Sixth, do not get caught up in what I often term “zip code envy.” Must every high school graduate attend an expensive, private, Ivy League college? There are more than 4,700 four-year and two-year institutions of higher education in the United States. The options are varied and wide. They range from universities such as George Washington University at a cost of $60,000+ per year to Northern Virginia Community College at less than $6,000 per year. Also, consider the fact that not all students must earn a college degree. The reality is that seeking certification in a trade is a very real option for many students. We need qualified people to repair our vehicles, appliances, roofs, plumbing, and other essential elements of home ownership. This can be a viable professional (and financial) option for many students.

Further, if your child plans to major in elementary education (a very admirable and satisfying profession, by the way), and the anticipated salary for a starting teacher in Northern Virginia is $45,000, why would you (or your child) then incur more than a quarter of a million dollars of debt to attend an expensive private university? Community college or one of the many state universities in Virginia is an excellent option.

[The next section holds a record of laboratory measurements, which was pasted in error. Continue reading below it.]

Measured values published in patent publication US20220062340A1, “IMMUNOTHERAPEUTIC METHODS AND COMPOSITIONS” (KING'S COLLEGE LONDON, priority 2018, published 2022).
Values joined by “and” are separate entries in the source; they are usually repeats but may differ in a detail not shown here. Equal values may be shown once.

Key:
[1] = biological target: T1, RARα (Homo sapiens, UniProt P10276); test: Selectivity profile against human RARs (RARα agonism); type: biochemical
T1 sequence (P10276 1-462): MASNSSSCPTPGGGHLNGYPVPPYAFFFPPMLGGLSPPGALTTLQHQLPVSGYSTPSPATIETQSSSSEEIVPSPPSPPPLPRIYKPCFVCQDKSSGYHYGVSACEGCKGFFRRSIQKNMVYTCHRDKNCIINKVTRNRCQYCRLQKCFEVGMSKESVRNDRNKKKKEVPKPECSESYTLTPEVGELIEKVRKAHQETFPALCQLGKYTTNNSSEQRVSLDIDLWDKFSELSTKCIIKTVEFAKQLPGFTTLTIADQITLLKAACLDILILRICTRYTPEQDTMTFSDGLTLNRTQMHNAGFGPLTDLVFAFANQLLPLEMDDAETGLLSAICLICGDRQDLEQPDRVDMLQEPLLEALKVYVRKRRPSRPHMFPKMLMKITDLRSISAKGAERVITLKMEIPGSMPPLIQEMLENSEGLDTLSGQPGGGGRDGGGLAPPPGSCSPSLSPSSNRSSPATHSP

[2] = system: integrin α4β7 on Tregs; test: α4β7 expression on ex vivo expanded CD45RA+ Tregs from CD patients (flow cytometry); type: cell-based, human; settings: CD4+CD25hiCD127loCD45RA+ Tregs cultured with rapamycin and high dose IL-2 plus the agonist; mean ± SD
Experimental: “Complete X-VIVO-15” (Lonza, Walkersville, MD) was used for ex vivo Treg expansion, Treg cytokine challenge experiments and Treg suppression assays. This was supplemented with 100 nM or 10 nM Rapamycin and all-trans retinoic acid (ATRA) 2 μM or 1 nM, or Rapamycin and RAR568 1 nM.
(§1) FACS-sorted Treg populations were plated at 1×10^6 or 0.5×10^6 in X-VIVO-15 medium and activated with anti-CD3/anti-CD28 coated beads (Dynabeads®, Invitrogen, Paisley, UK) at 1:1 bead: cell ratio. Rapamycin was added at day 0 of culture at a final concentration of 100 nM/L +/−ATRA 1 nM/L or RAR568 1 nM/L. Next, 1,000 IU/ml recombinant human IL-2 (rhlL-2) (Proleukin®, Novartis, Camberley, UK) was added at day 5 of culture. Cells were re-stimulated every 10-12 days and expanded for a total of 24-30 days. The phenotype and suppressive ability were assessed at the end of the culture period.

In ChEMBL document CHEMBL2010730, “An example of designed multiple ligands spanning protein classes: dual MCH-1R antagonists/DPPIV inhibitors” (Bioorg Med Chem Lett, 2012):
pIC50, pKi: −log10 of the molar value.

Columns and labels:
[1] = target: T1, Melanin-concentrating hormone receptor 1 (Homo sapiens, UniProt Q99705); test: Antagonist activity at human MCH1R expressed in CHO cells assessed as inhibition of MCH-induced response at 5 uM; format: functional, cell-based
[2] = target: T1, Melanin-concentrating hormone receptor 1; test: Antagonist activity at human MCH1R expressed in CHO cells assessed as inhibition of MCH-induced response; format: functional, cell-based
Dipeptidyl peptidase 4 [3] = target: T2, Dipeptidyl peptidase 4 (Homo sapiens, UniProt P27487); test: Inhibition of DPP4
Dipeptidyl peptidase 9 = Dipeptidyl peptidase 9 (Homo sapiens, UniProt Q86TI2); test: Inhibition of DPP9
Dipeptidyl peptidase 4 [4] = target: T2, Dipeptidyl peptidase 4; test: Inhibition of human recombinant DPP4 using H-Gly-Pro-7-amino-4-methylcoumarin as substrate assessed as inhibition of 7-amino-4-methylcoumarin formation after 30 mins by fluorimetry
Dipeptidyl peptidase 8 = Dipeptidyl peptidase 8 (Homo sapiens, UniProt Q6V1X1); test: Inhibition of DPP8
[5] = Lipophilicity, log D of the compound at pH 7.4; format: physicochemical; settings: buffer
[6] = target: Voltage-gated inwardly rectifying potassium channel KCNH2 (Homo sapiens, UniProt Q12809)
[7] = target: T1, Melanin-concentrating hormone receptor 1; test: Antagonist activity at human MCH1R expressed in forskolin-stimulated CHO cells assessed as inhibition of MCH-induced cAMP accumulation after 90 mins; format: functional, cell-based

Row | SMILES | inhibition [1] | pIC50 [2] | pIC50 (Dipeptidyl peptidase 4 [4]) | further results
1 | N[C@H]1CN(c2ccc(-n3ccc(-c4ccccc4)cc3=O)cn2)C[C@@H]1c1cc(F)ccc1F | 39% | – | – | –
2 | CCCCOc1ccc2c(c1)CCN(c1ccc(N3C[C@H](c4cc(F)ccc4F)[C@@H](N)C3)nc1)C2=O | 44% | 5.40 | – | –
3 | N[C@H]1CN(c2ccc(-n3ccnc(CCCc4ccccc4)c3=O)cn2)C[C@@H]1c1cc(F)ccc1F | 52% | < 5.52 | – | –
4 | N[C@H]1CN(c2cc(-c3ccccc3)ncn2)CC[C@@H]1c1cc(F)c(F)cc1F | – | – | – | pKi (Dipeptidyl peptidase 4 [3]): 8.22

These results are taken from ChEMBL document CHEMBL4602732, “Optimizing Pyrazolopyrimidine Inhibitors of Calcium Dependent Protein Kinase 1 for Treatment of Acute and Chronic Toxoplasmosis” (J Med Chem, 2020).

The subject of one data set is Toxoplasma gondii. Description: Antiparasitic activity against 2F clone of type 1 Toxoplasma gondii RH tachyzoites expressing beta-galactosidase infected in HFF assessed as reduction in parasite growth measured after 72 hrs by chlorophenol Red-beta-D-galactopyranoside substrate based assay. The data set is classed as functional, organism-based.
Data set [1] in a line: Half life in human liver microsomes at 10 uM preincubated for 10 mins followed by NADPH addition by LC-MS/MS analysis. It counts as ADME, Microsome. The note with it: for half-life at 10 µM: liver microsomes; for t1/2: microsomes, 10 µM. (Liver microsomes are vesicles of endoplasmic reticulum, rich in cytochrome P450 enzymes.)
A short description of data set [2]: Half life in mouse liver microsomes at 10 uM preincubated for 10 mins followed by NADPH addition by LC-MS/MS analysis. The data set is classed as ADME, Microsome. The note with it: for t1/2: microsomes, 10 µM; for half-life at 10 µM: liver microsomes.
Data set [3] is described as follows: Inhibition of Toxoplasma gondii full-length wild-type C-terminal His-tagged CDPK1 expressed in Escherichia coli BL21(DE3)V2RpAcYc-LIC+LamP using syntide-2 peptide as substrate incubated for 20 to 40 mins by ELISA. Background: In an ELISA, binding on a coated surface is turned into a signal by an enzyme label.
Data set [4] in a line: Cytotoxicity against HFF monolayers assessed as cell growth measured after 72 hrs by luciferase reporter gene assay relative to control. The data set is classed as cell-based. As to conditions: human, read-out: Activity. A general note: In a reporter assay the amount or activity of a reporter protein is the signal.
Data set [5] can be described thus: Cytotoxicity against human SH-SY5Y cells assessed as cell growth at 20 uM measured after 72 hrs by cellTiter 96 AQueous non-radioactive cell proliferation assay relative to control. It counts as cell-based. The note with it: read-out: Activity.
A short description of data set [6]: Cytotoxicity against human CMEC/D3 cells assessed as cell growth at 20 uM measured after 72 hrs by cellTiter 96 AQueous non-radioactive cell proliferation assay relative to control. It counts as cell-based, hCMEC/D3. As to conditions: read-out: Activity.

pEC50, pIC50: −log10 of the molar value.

So, you might ask, how did our sons graduate with no debt? They took this advice and selected in-state schools where they excelled and flourished. We gave them a simple option. Go to school in-state? We pay it in total. Go to school out-of-state? We pay the cost of in-state, they borrow the rest. They both chose wisely and attended excellent in-state universities (one attended community college for his first two years). The apple(s) did not fall far from the tree.